Last week, we told you about the power of coal as a survival fuel. We promised you a second survival essential, and today we’ll share it with you.
During a disaster, a prepared stockpile of coal can provide your family with heat through the cold of winter. But cold in the summer is equally important. We’re not talking about your air conditioning. We’re talking about the refrigeration and preservation of food. Electrical refrigerators are essential to that process—not just at your home, but in the grocery store, and on trucks and trains that carry food across the country. In the scenario we laid out last week, your electricity is gone, and generator fuel stores are consumed. What happens to this refrigerated food chain then?
In the days before the electric refrigerator, there were iceboxes. Many Americans still remember them fondly. But unless you’re prepared to harvest ice floes from lakes and rivers, and have a place to store them, an icebox is not an option.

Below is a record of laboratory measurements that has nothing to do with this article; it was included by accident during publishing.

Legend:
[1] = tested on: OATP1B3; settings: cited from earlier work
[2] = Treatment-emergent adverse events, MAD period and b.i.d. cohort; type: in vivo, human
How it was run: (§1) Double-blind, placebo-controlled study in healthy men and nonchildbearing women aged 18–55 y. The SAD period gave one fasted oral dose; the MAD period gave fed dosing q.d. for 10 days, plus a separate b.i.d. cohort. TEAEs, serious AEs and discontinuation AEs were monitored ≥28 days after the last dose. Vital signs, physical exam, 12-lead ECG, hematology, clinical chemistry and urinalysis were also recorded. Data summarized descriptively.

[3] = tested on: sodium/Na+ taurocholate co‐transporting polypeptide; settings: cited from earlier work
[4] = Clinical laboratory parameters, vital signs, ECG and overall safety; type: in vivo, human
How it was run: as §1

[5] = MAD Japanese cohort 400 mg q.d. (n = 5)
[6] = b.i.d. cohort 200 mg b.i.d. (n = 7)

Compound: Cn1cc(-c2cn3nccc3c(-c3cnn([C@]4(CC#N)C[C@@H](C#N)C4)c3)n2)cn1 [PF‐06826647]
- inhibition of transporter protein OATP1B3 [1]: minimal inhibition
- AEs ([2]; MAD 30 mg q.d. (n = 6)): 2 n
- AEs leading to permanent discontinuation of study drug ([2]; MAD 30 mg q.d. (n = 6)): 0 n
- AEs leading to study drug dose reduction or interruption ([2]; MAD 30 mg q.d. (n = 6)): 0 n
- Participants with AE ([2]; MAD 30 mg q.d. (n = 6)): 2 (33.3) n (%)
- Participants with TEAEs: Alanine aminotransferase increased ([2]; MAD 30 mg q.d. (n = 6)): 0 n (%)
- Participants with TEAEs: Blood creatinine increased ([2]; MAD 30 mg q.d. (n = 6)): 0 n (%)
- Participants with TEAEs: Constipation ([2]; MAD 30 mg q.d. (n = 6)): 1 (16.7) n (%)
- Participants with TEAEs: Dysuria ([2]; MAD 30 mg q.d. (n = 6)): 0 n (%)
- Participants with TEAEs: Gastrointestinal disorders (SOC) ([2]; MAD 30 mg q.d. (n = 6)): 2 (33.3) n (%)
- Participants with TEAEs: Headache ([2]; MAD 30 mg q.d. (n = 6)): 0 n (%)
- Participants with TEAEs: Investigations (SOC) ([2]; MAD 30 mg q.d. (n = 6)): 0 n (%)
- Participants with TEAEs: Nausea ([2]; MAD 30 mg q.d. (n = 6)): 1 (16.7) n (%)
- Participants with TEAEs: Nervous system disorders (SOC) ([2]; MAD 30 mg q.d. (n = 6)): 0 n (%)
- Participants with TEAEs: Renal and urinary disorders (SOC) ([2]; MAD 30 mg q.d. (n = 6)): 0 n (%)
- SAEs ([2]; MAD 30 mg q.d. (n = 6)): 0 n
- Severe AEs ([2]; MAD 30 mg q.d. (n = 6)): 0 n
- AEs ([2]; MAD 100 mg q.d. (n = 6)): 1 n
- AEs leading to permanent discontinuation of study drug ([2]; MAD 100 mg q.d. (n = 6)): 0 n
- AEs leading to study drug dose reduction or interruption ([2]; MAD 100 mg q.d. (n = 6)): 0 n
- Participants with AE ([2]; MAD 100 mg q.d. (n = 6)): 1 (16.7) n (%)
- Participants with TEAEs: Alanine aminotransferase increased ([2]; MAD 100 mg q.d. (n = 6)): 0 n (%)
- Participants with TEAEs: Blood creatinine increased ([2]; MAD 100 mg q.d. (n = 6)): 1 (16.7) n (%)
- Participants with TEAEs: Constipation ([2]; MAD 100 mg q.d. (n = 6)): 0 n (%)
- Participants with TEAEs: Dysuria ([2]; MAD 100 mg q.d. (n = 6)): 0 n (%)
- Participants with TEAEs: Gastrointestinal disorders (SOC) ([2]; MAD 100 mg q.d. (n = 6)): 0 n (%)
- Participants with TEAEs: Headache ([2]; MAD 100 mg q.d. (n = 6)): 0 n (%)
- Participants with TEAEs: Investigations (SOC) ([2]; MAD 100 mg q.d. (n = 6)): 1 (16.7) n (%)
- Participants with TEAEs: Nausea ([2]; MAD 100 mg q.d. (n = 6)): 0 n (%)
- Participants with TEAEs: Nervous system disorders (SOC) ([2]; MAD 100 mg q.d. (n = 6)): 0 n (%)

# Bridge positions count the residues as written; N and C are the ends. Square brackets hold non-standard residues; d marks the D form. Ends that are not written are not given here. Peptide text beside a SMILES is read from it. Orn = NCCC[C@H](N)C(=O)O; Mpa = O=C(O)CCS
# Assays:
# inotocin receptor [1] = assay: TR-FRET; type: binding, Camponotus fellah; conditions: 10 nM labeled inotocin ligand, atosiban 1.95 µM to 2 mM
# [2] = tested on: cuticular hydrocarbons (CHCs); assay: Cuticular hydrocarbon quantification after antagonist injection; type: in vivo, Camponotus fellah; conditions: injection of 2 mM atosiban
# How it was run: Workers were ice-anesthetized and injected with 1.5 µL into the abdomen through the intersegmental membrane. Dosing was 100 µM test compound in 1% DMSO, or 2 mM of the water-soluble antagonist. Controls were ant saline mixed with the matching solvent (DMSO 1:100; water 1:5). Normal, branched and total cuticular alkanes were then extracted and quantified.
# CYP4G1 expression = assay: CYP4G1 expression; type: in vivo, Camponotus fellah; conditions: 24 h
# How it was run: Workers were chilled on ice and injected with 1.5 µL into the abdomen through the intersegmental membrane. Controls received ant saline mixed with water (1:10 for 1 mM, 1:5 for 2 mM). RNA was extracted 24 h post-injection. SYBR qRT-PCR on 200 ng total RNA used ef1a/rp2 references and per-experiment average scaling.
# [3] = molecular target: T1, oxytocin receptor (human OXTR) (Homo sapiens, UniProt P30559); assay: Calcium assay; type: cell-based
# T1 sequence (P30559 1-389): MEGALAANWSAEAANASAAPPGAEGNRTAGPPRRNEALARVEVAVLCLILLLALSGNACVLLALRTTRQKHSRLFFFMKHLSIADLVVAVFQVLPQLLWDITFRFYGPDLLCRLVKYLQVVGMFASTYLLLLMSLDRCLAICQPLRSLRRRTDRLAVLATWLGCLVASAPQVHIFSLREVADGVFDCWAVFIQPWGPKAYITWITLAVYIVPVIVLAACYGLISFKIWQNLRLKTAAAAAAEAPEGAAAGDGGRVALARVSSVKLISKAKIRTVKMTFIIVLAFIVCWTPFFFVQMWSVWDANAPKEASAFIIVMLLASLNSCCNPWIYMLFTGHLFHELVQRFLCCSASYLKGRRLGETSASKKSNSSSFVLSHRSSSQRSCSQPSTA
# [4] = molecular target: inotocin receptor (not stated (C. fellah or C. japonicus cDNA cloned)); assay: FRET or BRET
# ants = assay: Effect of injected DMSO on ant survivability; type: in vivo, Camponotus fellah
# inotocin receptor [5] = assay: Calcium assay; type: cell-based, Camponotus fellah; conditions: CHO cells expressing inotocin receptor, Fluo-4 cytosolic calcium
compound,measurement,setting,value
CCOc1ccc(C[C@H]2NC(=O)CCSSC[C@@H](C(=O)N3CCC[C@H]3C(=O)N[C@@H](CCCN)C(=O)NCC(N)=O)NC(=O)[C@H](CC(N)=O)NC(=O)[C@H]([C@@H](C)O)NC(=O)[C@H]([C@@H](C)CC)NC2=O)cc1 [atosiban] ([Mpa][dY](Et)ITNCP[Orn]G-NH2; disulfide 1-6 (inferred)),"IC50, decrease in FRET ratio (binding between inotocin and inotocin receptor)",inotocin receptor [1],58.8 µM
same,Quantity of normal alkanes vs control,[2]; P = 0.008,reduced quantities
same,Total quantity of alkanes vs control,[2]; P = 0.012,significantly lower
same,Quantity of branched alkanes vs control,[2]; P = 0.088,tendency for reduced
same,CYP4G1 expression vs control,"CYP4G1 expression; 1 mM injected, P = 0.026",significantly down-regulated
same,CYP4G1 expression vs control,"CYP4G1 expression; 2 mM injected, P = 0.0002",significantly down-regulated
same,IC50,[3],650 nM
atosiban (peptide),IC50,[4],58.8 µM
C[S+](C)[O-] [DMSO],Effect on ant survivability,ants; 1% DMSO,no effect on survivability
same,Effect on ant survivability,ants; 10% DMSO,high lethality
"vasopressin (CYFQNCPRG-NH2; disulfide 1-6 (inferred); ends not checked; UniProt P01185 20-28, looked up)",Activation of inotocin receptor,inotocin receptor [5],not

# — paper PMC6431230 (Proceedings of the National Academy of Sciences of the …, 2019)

You need a resource that you can call on at any time to preserve vital nutrition for your family. It can’t use electricity, and it should be able to last as long as your survival food storage. That’s 25 years or longer for most freeze-dried canned foods.
The essential survival item you need to protect your family through the summer is salt. Lots of it. Before refrigerators and even before iceboxes, salt was the king of food preservation. Salting meat is a superb way to preserve essential protein value for your family without using scarce fuel or electricity.
Salt, like coal, is a rock. It will last a long time in storage. In a dry place, it will last longer than you. You can buy bulk salt in many forms. If you live by the ocean, you can even boil seawater to extract it yourself. Sam’s Club sells 25 lb. bags of Morton’s table salt, but pure rock salt is pretty much the same thing. Another type of salt, sodium nitrate, is a particularly good ingredient for food preservation. The Food and Agricultural Organization of the UN provides a decent primer on salting and drying meats on its website. We suggest you print it out and keep it with your salt.
The other post-disaster use for salt is one it has served before—as currency. In this function, salt rivals gold, with a history of use as a currency going back at least as far as ancient Egypt. In a post-disaster environment, with food scarce, salt could become more valuable than gold once again. Small amounts of it could be used as barter for other resources.
After stocking your coal and salt, check out our Top 10 Disaster Currencies post for other items you may not have thought of yet.